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OMB Directs Agencies to Budget for FY2013 at Five Percent Below the FY2011 Level

Legislative Update
August 22, 2011

On August 17, Office of Management and Budget (OMB) Director Jack Lew issued a memo to federal agency and department heads providing guidance for the preparation of Fiscal Year (FY) 2013 budget submissions to OMB.

The memo states, “Unless your agency has been given explicit direction otherwise by OMB, your overall agency request for 2013 should be at least 5 percent below your 2011 enacted discretionary appropriation. As discussed at the recent Cabinet meetings, your 2013 budget submission should also identify additional discretionary funding reductions that would bring your request to a level that is at least 10 percent below your 2011 enacted discretionary appropriation.”

The memo directs that FY 2013 budget submissions to OMB “should provide options to support the President's commitment to cut waste and reorder priorities to achieve deficit reduction while investing in those areas critical to job creation and economic growth.” The memo instructs that 2013 budget and management plans:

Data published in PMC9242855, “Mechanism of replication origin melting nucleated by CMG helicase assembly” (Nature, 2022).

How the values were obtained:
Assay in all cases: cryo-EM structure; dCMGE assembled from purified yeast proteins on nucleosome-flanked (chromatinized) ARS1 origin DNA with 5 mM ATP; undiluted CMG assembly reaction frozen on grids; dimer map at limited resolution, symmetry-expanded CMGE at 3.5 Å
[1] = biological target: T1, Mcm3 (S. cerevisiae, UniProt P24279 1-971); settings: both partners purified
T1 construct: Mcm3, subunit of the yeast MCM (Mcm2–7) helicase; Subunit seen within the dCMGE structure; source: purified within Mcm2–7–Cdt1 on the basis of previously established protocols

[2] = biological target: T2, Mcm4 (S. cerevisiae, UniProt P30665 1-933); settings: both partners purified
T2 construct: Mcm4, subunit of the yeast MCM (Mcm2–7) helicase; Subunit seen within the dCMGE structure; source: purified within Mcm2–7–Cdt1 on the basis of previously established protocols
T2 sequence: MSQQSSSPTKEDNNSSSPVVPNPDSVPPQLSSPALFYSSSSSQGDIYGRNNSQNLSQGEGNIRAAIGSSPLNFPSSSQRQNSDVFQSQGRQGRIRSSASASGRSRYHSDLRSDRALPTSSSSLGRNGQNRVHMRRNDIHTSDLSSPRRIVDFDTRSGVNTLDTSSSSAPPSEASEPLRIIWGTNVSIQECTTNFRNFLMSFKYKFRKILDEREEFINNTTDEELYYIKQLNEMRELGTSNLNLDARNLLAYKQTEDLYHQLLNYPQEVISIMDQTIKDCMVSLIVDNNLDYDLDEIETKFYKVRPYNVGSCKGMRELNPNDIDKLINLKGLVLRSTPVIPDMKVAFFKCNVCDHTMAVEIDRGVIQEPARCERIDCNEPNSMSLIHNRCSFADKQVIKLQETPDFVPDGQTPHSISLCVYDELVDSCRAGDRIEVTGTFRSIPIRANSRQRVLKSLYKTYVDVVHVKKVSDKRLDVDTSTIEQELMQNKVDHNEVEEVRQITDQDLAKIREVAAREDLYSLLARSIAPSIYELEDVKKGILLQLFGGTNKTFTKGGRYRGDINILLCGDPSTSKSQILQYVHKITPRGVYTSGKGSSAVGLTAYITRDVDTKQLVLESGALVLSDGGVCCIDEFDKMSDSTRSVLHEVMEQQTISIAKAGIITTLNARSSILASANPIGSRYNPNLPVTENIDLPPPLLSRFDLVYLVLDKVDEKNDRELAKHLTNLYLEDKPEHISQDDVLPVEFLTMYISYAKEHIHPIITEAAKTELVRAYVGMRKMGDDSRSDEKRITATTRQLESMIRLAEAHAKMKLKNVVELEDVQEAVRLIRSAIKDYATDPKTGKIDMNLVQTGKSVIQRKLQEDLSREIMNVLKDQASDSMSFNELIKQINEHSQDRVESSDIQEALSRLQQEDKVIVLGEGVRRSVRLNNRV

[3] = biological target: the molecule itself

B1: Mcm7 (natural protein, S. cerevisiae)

• Identify priority investments related to economic growth which the Department proposes to expand or protect;

  • Identify and include cost-saving efforts that will improve operational efficiency and improve the rate of return to taxpayers, including more program integration, reorganizations within and between agency components, and realignment of resources to improve service delivery to the public; and

  • Explain how the agency will acquire, analyze, evaluate, and use data to improve policy and operational decisions, and how it will reallocate and strengthen its analytic and evaluation capacity to set outcome-focused priorities, identify the most effective and cost effective practices and programs, and speed their adoption.
Regarding National Institutes of Health (NIH) funding, its budget was cut by one percent in FY2011 funding, as was that of the National Eye Institute (NEI), so the OMB direction reflects a five percent cut on top of a one percent cut to the FY2010 NIH funding level of $31 billion.

Congress has yet to act on a FY2012 Labor, Health and Human Services, and Education (LHHS) appropriations bill, which includes NIH/NEI funding. NAEVR expects a House markup of a bill in September when Congress returns from its recess.